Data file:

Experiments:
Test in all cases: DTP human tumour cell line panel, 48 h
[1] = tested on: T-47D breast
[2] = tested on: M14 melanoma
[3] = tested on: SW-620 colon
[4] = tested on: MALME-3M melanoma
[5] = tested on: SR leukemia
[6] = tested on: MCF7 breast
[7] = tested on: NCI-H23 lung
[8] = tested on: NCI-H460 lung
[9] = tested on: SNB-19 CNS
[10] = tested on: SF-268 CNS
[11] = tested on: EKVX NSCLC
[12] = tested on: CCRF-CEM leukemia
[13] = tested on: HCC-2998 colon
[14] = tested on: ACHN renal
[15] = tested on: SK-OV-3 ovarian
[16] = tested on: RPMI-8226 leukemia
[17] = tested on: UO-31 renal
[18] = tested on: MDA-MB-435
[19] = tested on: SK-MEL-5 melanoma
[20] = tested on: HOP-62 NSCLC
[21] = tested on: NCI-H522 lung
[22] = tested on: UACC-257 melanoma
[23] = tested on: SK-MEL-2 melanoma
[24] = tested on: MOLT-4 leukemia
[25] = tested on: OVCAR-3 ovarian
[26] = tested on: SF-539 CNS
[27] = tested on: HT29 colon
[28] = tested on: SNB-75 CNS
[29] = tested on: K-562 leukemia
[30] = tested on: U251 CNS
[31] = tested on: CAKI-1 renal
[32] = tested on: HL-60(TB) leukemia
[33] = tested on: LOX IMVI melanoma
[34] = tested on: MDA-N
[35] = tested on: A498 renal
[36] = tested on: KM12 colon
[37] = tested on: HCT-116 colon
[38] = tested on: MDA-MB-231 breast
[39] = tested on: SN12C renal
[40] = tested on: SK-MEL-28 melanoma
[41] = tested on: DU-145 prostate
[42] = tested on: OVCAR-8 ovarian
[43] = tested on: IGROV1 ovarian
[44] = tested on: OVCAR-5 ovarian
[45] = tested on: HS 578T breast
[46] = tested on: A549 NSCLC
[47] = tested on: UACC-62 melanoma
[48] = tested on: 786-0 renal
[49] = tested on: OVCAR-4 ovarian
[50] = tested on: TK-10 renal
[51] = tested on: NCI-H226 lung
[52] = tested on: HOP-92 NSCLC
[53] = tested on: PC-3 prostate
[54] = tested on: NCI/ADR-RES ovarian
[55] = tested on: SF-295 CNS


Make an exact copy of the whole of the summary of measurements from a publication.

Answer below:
Experiments:
Test in all cases: DTP human tumour cell line panel, 48 h
[1] = tested on: T-47D breast
[2] = tested on: M14 melanoma
[3] = tested on: SW-620 colon
[4] = tested on: MALME-3M melanoma
[5] = tested on: SR leukemia
[6] = tested on: MCF7 breast
[7] = tested on: NCI-H23 lung
[8] = tested on: NCI-H460 lung
[9] = tested on: SNB-19 CNS
[10] = tested on: SF-268 CNS
[11] = tested on: EKVX NSCLC
[12] = tested on: CCRF-CEM leukemia
[13] = tested on: HCC-2998 colon
[14] = tested on: ACHN renal
[15] = tested on: SK-OV-3 ovarian
[16] = tested on: RPMI-8226 leukemia
[17] = tested on: UO-31 renal
[18] = tested on: MDA-MB-435
[19] = tested on: SK-MEL-5 melanoma
[20] = tested on: HOP-62 NSCLC
[21] = tested on: NCI-H522 lung
[22] = tested on: UACC-257 melanoma
[23] = tested on: SK-MEL-2 melanoma
[24] = tested on: MOLT-4 leukemia
[25] = tested on: OVCAR-3 ovarian
[26] = tested on: SF-539 CNS
[27] = tested on: HT29 colon
[28] = tested on: SNB-75 CNS
[29] = tested on: K-562 leukemia
[30] = tested on: U251 CNS
[31] = tested on: CAKI-1 renal
[32] = tested on: HL-60(TB) leukemia
[33] = tested on: LOX IMVI melanoma
[34] = tested on: MDA-N
[35] = tested on: A498 renal
[36] = tested on: KM12 colon
[37] = tested on: HCT-116 colon
[38] = tested on: MDA-MB-231 breast
[39] = tested on: SN12C renal
[40] = tested on: SK-MEL-28 melanoma
[41] = tested on: DU-145 prostate
[42] = tested on: OVCAR-8 ovarian
[43] = tested on: IGROV1 ovarian
[44] = tested on: OVCAR-5 ovarian
[45] = tested on: HS 578T breast
[46] = tested on: A549 NSCLC
[47] = tested on: UACC-62 melanoma
[48] = tested on: 786-0 renal
[49] = tested on: OVCAR-4 ovarian
[50] = tested on: TK-10 renal
[51] = tested on: NCI-H226 lung
[52] = tested on: HOP-92 NSCLC
[53] = tested on: PC-3 prostate
[54] = tested on: NCI/ADR-RES ovarian
[55] = tested on: SF-295 CNS